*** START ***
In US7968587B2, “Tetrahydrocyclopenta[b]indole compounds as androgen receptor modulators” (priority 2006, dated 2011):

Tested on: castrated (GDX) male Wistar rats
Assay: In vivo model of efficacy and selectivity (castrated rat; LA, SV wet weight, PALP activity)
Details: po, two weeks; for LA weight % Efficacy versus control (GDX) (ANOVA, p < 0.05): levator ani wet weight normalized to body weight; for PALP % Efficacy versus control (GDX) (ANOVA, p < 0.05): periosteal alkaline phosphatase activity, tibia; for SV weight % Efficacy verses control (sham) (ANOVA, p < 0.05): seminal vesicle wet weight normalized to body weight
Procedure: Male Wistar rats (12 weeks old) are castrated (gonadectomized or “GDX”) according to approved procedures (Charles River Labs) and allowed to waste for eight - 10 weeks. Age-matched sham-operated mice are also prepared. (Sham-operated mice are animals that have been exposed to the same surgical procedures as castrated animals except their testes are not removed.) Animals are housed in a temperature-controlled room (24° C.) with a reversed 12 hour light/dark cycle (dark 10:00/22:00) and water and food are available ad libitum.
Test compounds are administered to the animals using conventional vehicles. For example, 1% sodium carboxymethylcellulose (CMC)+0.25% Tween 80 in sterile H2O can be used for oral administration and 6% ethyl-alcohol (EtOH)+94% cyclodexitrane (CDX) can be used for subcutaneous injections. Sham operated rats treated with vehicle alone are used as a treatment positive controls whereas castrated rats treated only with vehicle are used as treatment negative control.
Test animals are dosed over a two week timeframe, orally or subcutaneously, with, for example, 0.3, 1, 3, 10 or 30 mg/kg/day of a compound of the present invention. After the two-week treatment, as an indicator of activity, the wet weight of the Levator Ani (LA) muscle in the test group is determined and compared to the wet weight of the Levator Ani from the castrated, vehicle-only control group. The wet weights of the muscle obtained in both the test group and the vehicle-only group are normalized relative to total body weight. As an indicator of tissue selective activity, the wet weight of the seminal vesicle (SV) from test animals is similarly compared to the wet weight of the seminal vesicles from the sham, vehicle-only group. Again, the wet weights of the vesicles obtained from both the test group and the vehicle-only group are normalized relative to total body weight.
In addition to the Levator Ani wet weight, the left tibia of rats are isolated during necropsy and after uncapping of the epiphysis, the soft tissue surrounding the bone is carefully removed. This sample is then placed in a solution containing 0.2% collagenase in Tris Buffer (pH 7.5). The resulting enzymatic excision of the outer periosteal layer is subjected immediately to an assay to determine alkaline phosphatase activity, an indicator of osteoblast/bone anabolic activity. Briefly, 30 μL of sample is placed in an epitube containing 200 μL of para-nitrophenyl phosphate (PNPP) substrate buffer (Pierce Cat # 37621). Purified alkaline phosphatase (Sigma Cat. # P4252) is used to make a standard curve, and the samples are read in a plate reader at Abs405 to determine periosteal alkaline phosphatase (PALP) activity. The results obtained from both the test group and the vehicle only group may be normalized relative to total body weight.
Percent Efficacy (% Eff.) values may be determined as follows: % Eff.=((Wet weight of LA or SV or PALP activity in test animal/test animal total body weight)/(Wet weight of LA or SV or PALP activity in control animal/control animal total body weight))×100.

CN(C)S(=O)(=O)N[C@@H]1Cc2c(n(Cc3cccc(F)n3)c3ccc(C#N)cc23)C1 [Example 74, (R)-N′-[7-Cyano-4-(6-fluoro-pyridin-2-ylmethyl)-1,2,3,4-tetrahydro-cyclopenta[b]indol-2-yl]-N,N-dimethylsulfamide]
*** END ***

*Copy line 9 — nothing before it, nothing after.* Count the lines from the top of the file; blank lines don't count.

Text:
Percent Efficacy (% Eff.) values may be determined as follows: % Eff.=((Wet weight of LA or SV or PALP activity in test animal/test animal total body weight)/(Wet weight of LA or SV or PALP activity in control animal/control animal total body weight))×100.